The Environmental Protection Agency (EPA) has proposed a draft Multisector General Permit (MSGP) under the National Pollutant Discharge Elimination System (NPDES) program for stormwater discharges related to industrial activity. In Alaska, EPA has jurisdiction over NPDES permitting on federal property within Denali National Park, in federal waters (three miles or more offshore), and on certain Indian Country lands. In California, EPA has jurisdiction over NPDES permitting under the MSGP on Indian Country lands.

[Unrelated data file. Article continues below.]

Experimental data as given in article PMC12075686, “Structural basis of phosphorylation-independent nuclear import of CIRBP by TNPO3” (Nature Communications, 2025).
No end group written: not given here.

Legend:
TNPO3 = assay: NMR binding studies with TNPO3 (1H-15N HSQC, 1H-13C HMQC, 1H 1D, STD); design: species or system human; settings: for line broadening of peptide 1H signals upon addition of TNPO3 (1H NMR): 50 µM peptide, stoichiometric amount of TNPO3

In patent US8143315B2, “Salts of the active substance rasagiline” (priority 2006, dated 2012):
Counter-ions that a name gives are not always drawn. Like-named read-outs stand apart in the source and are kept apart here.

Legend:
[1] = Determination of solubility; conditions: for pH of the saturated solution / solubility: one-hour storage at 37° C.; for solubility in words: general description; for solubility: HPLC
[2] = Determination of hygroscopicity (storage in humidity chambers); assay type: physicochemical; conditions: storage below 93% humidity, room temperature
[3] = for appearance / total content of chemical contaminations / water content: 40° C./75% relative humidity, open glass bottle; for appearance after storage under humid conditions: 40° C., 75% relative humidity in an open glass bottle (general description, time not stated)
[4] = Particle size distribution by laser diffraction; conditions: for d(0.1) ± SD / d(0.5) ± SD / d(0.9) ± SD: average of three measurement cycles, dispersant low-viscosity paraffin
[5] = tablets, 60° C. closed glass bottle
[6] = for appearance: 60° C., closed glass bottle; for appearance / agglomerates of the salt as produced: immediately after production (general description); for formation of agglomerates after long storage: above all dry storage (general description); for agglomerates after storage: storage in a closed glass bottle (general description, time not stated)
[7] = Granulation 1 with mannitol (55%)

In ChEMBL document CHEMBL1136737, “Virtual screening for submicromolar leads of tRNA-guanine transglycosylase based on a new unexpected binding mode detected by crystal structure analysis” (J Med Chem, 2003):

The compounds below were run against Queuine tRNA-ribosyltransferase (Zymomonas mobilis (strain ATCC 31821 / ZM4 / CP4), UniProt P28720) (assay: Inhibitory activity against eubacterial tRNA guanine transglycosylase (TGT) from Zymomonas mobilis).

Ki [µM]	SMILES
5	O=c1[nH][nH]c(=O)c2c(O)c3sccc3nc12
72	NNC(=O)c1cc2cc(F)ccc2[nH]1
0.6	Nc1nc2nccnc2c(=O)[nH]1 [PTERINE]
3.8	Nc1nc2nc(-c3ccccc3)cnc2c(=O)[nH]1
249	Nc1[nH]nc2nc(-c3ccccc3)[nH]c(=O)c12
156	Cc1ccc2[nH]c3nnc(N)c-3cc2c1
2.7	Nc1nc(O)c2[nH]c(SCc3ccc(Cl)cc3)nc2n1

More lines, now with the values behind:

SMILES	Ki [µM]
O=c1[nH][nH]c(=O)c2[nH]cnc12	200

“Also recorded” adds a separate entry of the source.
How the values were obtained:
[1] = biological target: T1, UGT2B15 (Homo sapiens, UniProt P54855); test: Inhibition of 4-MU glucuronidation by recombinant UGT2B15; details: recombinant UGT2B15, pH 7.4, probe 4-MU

EPA’s draft MSGP proposes several notable changes for oil and gas extraction permittees, referred to as “Sector I” permittees in the MSGP. The most notable is that oil and gas extraction permittees must now sample their discharges for pH, total suspended solids (TSS), chemical oxygen demand (COD), ammonia, nickel, total recoverable lead, nitrate-nitrogen, total recoverable zinc, and hardness. The samples must then be compared to benchmark values. For facilities that exceed a benchmark value, the permittee will be required to follow a set of “additional implementation measures,” which are progressive improvements that include, potentially, stormwater treatment. While benchmark exceedances are not permit violations, failing to follow an additional implementation measure would be a permit violation subject to EPA enforcement and citizen suits. Adding benchmark sampling to the MSGP substantially increases the regulatory burden and cost for oil and gas extraction permittees and creates new risk for permit violations. The draft MSGP also proposes other changes, including posting a sign regarding permit coverage, allowing composite sampling, and addressing major storm events and extreme flooding. Comments on the draft MSGP are due to EPA by May 1, 2020.